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var events = {
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1: "setup",
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2: "interval",
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};
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function bytesToFloat(bytes) {
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// Taken from SO, sorry for not linking, but we need to do this because js is weird
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var bits = bytes[3]<<24 | bytes[2]<<16 | bytes[1]<<8 | bytes[0];
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var sign = (bits>>>31 === 0) ? 1.0 : -1.0;
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var e = bits>>>23 & 0xff;
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var m = (e === 0) ? (bits & 0x7fffff)<<1 : (bits & 0x7fffff) | 0x800000;
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var f = sign * m * Math.pow(2, e - 150);
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return f;
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}
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// Temp data is present
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if ((input.bytes[0] & 0x1) > 0) {
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data.temp = bytesToFloat(input.bytes.slice(3,7));
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}
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// Humidity data is present
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if ((input.bytes[0] & 0x2) > 0) {
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data.humidity = bytesToFloat(input.bytes.slice(7,11));
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}
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// Pressure data is present
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if ((input.bytes[0] & 0x4) > 0) {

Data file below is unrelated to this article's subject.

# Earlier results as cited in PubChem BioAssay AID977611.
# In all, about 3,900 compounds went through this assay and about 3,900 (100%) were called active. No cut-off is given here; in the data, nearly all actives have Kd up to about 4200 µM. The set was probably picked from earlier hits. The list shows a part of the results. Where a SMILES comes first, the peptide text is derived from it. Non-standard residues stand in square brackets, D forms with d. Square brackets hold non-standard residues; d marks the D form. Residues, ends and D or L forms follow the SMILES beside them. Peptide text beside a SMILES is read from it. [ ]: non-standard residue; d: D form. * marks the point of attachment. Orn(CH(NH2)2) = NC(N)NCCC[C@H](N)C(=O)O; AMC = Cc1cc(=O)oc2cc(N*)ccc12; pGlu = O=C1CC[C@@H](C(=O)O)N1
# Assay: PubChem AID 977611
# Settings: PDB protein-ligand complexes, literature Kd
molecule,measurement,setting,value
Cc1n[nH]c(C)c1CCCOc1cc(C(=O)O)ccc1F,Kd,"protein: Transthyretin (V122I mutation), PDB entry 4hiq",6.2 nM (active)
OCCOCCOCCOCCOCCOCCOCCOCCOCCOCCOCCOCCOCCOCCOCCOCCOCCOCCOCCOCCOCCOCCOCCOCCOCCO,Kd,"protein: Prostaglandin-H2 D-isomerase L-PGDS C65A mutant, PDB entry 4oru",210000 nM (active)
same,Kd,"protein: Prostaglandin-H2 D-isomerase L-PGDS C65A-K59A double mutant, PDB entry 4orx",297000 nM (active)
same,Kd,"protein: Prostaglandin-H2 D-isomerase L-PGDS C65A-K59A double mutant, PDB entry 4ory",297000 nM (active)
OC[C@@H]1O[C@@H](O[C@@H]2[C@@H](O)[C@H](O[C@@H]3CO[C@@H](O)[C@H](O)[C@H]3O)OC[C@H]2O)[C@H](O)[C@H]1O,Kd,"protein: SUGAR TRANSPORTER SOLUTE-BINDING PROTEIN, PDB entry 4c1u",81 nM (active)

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data.pressure = bytesToFloat(input.bytes.slice(11,15));
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}
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// Gas data is present
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if ((input.bytes[0] & 0x8) > 0) {
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data.gas = 0;
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for (i = 0; i < 4; i++) {
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data.gas = (data.gas << 8) | input.bytes[18-i];
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}
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}
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// Light data is present
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if ((input.bytes[0] & 0x10) > 0) {
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data.light = bytesToFloat(input.bytes.slice(19,23));
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}
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// Accl data is present
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if ((input.bytes[0] & 0x20) > 0) {
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data.accel = bytesToFloat(input.bytes.slice(23,27));
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}
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for (i = 0; i < 2; i++) {
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data.battery = (data.battery << 8) | input.bytes[2-i];
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}
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data.battery = data.battery / 1000;
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return {
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data: data,
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warnings: [],
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errors: [],
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event: events[input.fPort]
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};
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}
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Monitor Data

Qubitro automatically syncs devices and device data from The Things Stack.
Click on device/s to visualize data as seen on the following screenshot.

Possible Future WisBlock Projects

With the power of Qubitro and WisBlocks, it's possible to make all kinds of projects in minimal time and effort. Tune in layer to check back if we add them to our WisBlocks examples.
    Bluetooth data collection gateway with cellular backhaul
    Remote solar charge monitor
    Air quality monitor
    CoAP over OpenThread lighting controller
    Asset tracking device
    Single-channel LoRaWAN gateway
    PLC Monitor over RS-485
    Triggering external services in real-time with Qubitro rule engine.
Last modified 2mo ago